Why do our teeth fall out?

Periodontal disease is the main cause of tooth loss in adults. According to the latest research, 3 out of 4 patients, i.e. 75% globally, and unfortunately a much higher figure in our country, suffer from it. Prevention and early treatment of periodontal disease are the only ways to keep our teeth healthy.

What is periodontal disease?

It is a disease that affects the tissues that support the teeth (gums, bone). The first stage is gingivitis, which is manifested by gum bleeding when we brush our teeth and is accompanied by bad breath. If it is not diagnosed and treated in time, then it most often results in periodontitis.

Periodontitis is a subsequent stage of gingivitis, where, in addition to gum inflammation, there is also inflammation of the bone that supports the teeth. Thus, as the disease progresses, teeth loosen, gain significant mobility and eventually fall out.

What are the symptoms of the disease?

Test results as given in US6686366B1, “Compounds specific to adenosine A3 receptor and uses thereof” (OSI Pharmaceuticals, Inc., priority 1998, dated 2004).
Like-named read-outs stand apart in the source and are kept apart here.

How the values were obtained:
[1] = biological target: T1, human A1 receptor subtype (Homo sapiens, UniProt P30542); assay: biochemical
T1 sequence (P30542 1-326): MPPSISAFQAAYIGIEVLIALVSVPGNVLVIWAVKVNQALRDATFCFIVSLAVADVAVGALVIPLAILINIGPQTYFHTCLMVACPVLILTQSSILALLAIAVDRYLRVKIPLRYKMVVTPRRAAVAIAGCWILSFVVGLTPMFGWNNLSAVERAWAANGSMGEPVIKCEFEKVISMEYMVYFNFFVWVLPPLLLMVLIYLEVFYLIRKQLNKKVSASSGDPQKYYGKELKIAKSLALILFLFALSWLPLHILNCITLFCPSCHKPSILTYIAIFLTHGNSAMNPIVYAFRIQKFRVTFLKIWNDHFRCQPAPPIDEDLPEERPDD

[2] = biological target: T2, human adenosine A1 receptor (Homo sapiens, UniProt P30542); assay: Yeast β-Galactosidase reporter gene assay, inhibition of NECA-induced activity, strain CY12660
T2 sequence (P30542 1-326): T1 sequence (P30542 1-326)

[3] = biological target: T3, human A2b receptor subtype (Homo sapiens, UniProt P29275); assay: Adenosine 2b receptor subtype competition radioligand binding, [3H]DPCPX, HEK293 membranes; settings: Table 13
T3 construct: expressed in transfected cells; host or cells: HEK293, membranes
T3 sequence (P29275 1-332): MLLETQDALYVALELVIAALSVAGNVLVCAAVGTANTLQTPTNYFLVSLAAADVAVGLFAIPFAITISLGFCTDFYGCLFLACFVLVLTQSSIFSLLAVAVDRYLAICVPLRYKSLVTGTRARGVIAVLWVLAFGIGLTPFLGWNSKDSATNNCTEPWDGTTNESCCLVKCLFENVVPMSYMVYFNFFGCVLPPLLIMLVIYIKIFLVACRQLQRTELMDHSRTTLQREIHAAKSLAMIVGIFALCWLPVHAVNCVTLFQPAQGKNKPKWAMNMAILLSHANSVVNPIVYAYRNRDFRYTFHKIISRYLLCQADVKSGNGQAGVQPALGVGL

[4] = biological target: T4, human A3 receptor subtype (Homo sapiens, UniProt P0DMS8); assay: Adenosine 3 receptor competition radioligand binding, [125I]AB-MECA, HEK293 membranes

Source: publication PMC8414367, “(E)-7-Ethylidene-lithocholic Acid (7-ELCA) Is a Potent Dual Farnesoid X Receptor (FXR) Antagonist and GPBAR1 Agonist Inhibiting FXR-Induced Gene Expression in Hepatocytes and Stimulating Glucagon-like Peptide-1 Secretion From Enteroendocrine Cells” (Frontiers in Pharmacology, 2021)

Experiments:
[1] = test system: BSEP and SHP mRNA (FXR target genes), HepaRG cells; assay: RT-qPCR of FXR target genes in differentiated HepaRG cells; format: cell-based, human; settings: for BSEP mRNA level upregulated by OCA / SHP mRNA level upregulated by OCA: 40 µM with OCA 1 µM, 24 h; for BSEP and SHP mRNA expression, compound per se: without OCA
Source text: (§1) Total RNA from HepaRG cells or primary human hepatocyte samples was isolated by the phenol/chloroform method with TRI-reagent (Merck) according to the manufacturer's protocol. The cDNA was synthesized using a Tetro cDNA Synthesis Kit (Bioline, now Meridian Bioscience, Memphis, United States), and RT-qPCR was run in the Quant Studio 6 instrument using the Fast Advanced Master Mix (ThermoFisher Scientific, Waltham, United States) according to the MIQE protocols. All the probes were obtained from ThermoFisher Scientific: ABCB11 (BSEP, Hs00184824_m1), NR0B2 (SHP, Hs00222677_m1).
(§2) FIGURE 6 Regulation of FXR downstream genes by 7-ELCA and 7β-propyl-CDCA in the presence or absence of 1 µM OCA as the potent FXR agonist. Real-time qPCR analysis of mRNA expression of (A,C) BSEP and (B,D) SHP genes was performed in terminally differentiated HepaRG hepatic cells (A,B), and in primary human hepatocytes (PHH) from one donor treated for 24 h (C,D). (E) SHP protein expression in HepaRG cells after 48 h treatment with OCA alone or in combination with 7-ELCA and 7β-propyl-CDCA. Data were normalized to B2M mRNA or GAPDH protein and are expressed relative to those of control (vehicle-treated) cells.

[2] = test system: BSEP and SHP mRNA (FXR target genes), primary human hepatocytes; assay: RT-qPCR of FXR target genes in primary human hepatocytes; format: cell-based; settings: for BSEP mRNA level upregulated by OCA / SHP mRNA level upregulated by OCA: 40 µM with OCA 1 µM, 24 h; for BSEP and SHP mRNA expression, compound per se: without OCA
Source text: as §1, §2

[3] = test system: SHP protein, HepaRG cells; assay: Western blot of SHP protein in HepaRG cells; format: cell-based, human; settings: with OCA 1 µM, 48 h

Periodontal disease has various symptoms, such as gum bleeding, gum redness and swelling, gum detachment from the teeth, receding gums, teeth shifting, teeth mobility, bad breath, pus, etc.

If you present any of these symptoms, you should seek periodontal treatment.

Can someone have periodontal disease without noticeable symptoms?

Of course, it is possible. Most patients do not experience any pain and, therefore, periodontal disease can easily go unnoticed. Therefore, it is very important to visit your dentist at least every six months for a periodontal tissue examination.

What causes periodontal disease?

The main cause of periodontal disease is dental plaque. There is a crevice between the teeth and the gums, called the gingival sulcus, which always “hosts” a number of bacteria. If these bacteria are not effectively removed with proper oral hygiene, then they multiply and facilitate the growth of other bacteria, which aggravate the problem.